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These are stories Report on Business is following Tuesday, Feb. 5, 2013.

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RIM climbs again
Shares of Research In Motion Ltd. climbed again today, after a stunning 15-per-cent rally yesterday.

After an equally stunning decline last week after RIM’s launch of its new BlackBerry 10 device, the shares have climbed back, though they still sit below the almost $18.50 level reached before the new smartphones were unveiled.

They began to plunge after RIM, which plans to change its name to BlackBerry, said the devices wouldn’t go on sale in the United States until late March.

The stock closed yesterday in Toronto at $14.99.

Yesterday’s rally followed its advertising debut at the Super Bowl on Sunday, and amid an upgrade from Sanford C. Bernstein analysts, who hiked their price target on the stock to $22 (U.S.) from $12, and their rating to “outperform.”

The new touchscreen BB10, which has won positive reviews and will be followed by a keyboard model, went on sale in Britain last week.

Sales begin in Canada today, and The Globe and Mail’s Iain Marlow and Rita Trichur report record preorders among Canadian carriers.

Dell deal struck
Michael Dell is taking the company he founded private, in a $24.4-billion (U.S.) deal, with help from a private equity firm, Microsoft Corp. and bankers.

Mr. Dell and private equity firm Silver Lake struck a deal to acquire Dell for $13.65 a share, in cash.

“I believe this transaction will open an exciting new chapter for Dell, our customers and team members. We can deliver immediate value to stockholders, while we continue the execution of our long-term strategy and focus on delivering best-in-class solutions to our customers as a private enterprise,” Mr. Dell said in a statement.

Microsoft is kicking in $2-billion via a loan, and debt financing has been arranged by several banks, including RBC.

Mr. Dell, who holds about 14 per cent of the stock, will remain chief executive officer.

Primaris bidders team up
Two bidders that had been competing for Canada's Primaris Retail Real Estate Investment Trust are now teaming up, The Globe and Mail's Tara Perkins reports.

The new offer will see H&R Real Estate Investment Trust buy Primaris’s operating platform as well as 25 of its shopping centres, while the consortium led by KingSett Capital will pick up 18 properties.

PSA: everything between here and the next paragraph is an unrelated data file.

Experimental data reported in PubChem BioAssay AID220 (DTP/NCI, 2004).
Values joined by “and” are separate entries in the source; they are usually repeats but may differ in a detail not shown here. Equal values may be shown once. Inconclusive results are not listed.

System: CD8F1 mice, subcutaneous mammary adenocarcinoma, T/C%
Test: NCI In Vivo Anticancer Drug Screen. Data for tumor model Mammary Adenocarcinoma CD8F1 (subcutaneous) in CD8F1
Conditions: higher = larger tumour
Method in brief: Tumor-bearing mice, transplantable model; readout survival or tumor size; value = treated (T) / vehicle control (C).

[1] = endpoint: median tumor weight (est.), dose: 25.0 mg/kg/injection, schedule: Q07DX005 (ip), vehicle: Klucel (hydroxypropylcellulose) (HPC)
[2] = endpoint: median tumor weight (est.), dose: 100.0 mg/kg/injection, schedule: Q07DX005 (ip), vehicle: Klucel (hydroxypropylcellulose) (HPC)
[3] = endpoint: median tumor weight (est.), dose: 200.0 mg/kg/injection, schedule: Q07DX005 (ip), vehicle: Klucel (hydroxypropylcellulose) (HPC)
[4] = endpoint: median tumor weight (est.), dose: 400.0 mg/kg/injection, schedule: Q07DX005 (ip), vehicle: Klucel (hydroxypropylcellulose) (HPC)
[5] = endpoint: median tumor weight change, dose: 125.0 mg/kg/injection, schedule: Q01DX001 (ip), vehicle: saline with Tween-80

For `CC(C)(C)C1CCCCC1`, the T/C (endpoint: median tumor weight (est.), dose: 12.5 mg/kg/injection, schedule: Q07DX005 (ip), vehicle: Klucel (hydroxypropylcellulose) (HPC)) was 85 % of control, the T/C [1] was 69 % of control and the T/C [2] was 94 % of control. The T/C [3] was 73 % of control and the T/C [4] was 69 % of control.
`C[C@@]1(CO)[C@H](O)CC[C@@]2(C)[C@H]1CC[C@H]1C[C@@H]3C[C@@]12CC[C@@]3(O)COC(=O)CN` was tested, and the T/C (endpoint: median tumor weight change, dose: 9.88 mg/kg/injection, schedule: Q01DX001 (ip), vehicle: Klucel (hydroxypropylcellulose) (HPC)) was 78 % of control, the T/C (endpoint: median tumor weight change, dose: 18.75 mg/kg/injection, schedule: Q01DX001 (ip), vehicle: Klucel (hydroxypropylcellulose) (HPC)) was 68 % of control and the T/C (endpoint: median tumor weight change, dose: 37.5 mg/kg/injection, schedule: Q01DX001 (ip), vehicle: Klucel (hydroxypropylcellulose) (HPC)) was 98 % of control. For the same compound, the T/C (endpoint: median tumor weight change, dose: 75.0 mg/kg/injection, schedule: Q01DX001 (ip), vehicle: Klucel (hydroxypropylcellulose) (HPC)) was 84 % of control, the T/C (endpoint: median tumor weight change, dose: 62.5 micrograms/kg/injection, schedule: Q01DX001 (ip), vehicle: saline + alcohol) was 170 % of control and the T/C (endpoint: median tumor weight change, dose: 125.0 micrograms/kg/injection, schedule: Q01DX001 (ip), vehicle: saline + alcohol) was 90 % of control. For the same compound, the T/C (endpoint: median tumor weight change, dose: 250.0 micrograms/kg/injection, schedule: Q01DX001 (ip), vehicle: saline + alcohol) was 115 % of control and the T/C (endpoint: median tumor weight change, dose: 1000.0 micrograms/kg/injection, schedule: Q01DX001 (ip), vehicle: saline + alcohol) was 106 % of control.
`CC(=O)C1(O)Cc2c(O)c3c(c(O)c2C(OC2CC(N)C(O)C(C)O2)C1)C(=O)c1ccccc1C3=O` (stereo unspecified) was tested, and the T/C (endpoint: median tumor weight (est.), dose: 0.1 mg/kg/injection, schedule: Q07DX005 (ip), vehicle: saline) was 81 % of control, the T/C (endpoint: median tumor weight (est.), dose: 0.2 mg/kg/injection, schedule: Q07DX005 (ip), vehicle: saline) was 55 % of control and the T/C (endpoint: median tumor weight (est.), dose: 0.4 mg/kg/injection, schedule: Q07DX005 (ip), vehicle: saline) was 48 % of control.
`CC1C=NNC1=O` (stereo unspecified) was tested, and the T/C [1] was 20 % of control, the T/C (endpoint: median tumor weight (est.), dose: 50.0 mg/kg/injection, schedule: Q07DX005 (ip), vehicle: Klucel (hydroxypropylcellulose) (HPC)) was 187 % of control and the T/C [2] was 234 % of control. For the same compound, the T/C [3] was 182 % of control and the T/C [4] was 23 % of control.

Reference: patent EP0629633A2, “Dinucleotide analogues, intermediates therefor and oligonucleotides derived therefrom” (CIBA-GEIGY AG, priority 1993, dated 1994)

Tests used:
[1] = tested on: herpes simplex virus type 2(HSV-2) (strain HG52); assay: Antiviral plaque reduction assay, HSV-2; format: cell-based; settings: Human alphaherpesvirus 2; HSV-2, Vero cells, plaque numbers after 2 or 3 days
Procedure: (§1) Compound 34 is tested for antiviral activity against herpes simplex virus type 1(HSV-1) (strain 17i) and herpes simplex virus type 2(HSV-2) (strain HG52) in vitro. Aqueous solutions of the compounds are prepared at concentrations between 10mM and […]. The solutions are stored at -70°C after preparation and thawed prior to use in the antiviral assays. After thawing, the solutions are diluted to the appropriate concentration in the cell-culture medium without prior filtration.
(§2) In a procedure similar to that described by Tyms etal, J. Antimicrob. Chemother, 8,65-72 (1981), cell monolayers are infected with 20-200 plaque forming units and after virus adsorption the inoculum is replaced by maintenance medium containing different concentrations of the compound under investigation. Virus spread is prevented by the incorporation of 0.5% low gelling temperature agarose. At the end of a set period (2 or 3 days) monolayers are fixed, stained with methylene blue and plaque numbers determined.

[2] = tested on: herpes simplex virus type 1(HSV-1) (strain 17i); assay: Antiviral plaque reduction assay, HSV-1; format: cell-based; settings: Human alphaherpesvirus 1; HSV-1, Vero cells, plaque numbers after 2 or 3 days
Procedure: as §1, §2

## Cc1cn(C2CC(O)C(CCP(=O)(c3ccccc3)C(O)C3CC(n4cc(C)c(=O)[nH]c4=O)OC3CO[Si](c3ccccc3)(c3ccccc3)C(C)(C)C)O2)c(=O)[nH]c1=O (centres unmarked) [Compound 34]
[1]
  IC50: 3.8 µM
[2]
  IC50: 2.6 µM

It is valued at $27.98 per Primaris unit, and increases the amount of cash that investors can elect to receive.

“The result of the two bidders for Primaris joining in this amended transaction has created an opportunity that provides a higher price than what was previously agreed upon,” Primaris chief executive officer John Morrison said in a statement.

What's moving the yen
Plots and subplots are driving down the value of the yen, in turn boosting the fortunes of Japanese manufacturers such as Toyota Motor Corp.

Amid the developments in Japan, the auto maker today posted a gain of more than 23 per cent in quarterly profit but, perhaps more importantly, boosted its outlook for the year, based on better sales but also a weaker currency.

Toyota’s senior managing officer, Takahiko Ijichi, went so far as to cite the impact of the recently elected government led by Prime Minister Shinzo Abe, who wants a lower yen and stronger action from the Bank of Japan.

“Ever since the new government took control, it feels as though Japan is filled with the spirit for economic revival,” the Toyota executive told reporters in Tokyo, according to Bloomberg News.

 “Some say that they can’t feel any real substance in the whole ‘Abenomics’ phenomenon, but as a result, it’s weakened the yen and boosted stock prices.”

Coupled with that was the decision today by Bank of Japan Governor Masaaki Shirakawa to leave his post a few weeks early, on March 19. The coincides with the departure of two deputies in a period of intense pressure on the central bank by the new government.

That, said senior currency strategist Camilla Sutton of Bank of Nova Scotia, was the main reason for the yen’s continued decline today. Or, as she phrased it, the “plot.” Then there are the “subplots,” which include everything from Abenomics to the islands dispute between Japan and China.

The governor’s decision today underscores that “there is going to be a sea change at the Bank of Japan,” she said.

Amazon shuts Canadian newsstand
Amazon.com Inc. is dismantling its Canadian newsstand, leaving readers without access to hundreds of digitized magazines and newspapers that had been available at its online store, The Globe and Mail's Steve Ladurantaye reports today.

The company introduced a “Canadian storefront” for its users late last month.

“Current subscriptions will be cancelled and refunded,” a spokesman at the company’s Canadian public relations agency Sonic Boom Creative Media said, adding he couldn’t answer any questions about why the decision was made or whether the newsstand could be revived at some point.

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